Show Hide image

Too much oil, too few options

Saudi Arabia may seem rigid, autocratic and antiquated, but it is slowly changing. Under King Abdull

Prophets and Princes: Saudi Arabia from Muhammad to the Present, Mark Weston, John Wiley & Sons, 640pp, £18.99

The Saudi princes, with their picturesque costume and antiquated statecraft, have often seemed to wise outsiders to be ripe for the historical boneyard. Yet, since seizing control of the little mud-walled town of Riyadh in 1902, the al-Saud ("Saud's folk") have outlasted their enemies and rivals: the other Arabian sheikhdoms, the Sharif of Mecca, Gamal Abdel Nasser and Saddam Hussein, the Shah of Iran, and, at the time of writing, Osama Bin Laden. By the short-winded standards of the Near and Middle East, the al-Saud are stayers.

Absolute monarchs, subject by their own account to the Quran and their subjects' petitions only, they have produced strong kings. Abdul Aziz, the famous "Ibn Saud" who founded the modern state, and his son Faisal were the greatest Arabs of their ages. But with them came the feckless alcoholic Saud, deposed in 1964; gentle Khaled (1975-82); Fahd (1982-2005), who prom ised well but was incapacitated for nine years by illness; and now stuttering Abdullah, for years in his brothers' shadow. Meanwhile, the sons of Abdul Aziz are coming to the throne at ever more advanced ages, as in the last days of the Communist Party of the Soviet Union, or what Mark Weston calls "the Chernenko syndrome".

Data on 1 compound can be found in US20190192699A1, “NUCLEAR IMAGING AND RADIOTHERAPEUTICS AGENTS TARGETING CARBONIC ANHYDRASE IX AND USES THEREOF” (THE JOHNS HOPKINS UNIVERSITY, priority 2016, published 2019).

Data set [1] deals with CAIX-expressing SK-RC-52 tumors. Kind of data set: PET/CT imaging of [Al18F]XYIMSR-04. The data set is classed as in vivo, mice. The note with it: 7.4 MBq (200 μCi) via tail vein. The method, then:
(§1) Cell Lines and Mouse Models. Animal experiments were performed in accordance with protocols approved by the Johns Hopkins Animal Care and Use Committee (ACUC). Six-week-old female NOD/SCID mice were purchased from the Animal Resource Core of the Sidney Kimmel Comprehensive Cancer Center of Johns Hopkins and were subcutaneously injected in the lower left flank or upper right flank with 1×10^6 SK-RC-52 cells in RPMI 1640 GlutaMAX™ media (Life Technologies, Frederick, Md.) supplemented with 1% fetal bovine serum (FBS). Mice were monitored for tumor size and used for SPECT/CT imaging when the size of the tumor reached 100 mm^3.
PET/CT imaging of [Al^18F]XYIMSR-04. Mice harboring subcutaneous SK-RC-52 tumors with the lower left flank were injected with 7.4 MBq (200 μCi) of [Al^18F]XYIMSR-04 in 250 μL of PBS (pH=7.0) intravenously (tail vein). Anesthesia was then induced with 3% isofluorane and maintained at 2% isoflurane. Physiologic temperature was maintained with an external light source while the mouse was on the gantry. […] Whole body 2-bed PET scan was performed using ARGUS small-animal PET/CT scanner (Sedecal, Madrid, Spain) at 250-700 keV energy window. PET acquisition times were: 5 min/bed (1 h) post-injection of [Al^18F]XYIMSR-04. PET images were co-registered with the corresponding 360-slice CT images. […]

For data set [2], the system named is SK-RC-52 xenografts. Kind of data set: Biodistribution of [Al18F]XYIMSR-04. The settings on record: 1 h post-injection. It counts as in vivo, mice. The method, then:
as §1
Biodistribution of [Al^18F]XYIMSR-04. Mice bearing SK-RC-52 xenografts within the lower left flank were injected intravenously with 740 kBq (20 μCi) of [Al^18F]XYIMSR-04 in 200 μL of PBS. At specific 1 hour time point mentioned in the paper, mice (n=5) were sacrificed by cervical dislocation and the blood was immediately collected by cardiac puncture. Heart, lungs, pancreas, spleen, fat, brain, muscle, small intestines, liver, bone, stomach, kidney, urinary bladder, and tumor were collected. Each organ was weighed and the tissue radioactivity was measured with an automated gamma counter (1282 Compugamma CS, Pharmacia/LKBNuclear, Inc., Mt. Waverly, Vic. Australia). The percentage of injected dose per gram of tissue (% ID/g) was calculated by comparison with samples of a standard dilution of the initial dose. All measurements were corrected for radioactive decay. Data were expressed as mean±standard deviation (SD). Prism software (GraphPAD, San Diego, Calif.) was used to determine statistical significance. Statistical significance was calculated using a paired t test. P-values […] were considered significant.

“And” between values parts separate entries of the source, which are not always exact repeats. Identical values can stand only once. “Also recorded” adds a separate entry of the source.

The al-Saud have had crude oil in abundance since 1938, but that is both a blessing and a curse. They have not needed to tax their subjects or provide those liberties that a taxpaying people comes to demand. Yet, as the author reminds us, oil made little contribution to the king's revenue until after the Second World War, and between 1982 and 2003, when the market was glutted, a barrel of Arabian Light sometimes could be had for $10. The vast Saudi oil reserves attract envy as well as love, and the revenue from their headlong development, both in the 1970s and today, has strained the puritan state to breaking point.

Above all, since the famous meeting between President Franklin D Roosevelt and Ibn Saud at Great Bitter Lake in 1945, the al-Saud have enjoyed the protection of the United States. This relationship, which sits most unhappily with US support for Israel, has passed through periods of intense pressure: the 1973 Arab-Israeli War, the Palestinian intifada of 2001, and after the 11 September 2001 attacks, an operation financed by Bin Laden and largely executed by Saudi rebels.